Institute for War and Peace Reporting | Giving Voice, Driving Change
Strange Bedfellows Ahead of Kyrgyz Election
Kamchybek Tashiev (on the left) and Omurbek Babanov (Photo: Eleonora Mambetshakirov)
Mergers between former political rivals ahead of the autumn 2015 parliamentary ballot in Kyrgyzstan reflect the more competitive environment that smaller parties will face, especially if changes to electoral law go through.
Last month, the Ata Jurt party, whose main constituency is in southern Kyrgyzstan, merged with Respublika, led by Omurbek Babanov, a businessman from the north. Babanov and Ata Jurt leader Kamchybek Tashiev announced the move on October 20.
The marriage is a surprising one, and shows how diverse political parties are being forced into alliances that will give them a better chance of victory.
The two parties did well in the autumn 2010 parliamentary election despite both being relative newcomers. That election followed a popular revolt that removed President Kurmanbek Bakiev, and a short but extremely bloody outbreak of ethnic violence between Kyrgyz and Uzbeks in the summer. Ata Jurt’s success at the polls reflected a wave of Kyrgyz nationalism, especially in the south where the bloodshed took place.
Ata Jurt and Respublika, which came fourth in the polls, went into coalition with the Social Democrats. A year later – in October 2011 – the Social Democrats’ leader Almazbek Atambaev was elected president of Kyrgyzstan, giving them enough strength to ditch Ata Jurt and form a new governing bloc with Respublika and the stronger Ata Meken and Ar Namys parties.
As part of the deal, Babanov became prime minister, an arrangement that lasted until September 2012, when he was forced to resign. Support for his party – mainly from the business elite – dwindled as his star waned.
Worse was to come for Ata Jurt – Tashiev and two party colleagues were arrested and accused of trying to stage a coup after unrest outside parliament in October 2012. They were acquitted and released in June 2013.
The Respublika-Ata Jurt grouping appears to be born of pure pragmatism. Babanov’s group is likely to be bankrolling the venture while Ata Jurt brings to the table both political heavyweights from southern Kyrgyzstan and a large rural constituency.
Still, the mix is not an assured recipe for success. Ata Jurt’s nationalism could deter cautious businessmen, while its own supporters might be put off by Respublika’s association with the wealthy elite.
Next year’s parliamentary election could be run along different lines to the last one. Proposed changes to electoral legislation are designed to filter out the myriad smaller parties – more than 20 parties fielded candidates in the 2010 ballot.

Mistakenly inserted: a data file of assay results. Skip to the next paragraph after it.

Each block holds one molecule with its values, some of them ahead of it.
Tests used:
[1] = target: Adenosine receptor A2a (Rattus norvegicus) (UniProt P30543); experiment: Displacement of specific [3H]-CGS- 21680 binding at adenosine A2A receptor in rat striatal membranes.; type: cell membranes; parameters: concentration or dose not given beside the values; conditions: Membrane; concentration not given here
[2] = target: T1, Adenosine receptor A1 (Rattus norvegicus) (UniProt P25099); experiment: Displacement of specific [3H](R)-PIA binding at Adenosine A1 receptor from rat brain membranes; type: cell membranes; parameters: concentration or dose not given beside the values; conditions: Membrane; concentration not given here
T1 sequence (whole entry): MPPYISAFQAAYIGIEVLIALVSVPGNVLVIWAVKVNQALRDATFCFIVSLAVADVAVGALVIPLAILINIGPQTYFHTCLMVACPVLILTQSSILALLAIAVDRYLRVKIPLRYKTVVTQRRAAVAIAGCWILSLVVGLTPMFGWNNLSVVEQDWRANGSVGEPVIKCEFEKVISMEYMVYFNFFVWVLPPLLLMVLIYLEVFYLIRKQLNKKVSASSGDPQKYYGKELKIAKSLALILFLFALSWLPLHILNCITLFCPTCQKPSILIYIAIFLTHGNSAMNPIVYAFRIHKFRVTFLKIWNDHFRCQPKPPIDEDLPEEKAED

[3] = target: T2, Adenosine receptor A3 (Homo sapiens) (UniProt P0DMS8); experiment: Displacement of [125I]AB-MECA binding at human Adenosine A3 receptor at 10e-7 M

Ata Meken leader Omurbek Tekebaev has asked parliament to raise the threshold for getting into parliament from five to seven per cent of the nationwide vote. Only the Social Democrats and Ata Meken can be wholly confident of making it over such a high barrier.
Tekebaev is also calling for a change to “party lists”, from which candidates’ names are ticked off for parliamentary seats according to how their parties fared in the proportional representation system. He wants them to present regional lists as well as a national one – a disadvantage for the likes of Ata Jurt, strongly identified with only one part of Kyrgyzstan.
Tekebaev’s proposed amendments have successfully passed a first reading in parliament, although not without debate. Some critics pointed out that there was no provision for specific social groups like the disabled as opposed to regional interests.
Whatever changes are passed, the Social Democrats will not have an easy ride. As the leading force in the governing coalition, they will be held to accountable for the continuing disastrous state of the economy. Electricity and imported natural gas remain in short supply, and food, petrol and coal are rising. Foreign assistance is also drying up.
Another challenge to the governing coalition, largely consisting of northerners, is the resurgence of the southern political elite. New political forces include Uluttar Birimdigi, the party founded by the former mayor of Osh, Melis Myrzakmatov; and Onuguu- Progress led by Bakyt Torobaev. The parties forged an alliance last December.
There have also been rumours that Myrzakmatov might switch allegiance and team up with Ata Meken, although this is based only on the fact that he met Tekebaev, and nothing more has been confirmed.
All this alliance-building shows how Kyrgyz parties see the need to talk to one another and enter into marriages of convenience, even when their different agendas and constituencies would seem to make that impossible, as in the case of Ata Jurt and Respublika.
Pavel Dyatlenko is a political analyst based in Bishkek.
The views expressed in this article are not necessarily those of IWPR.
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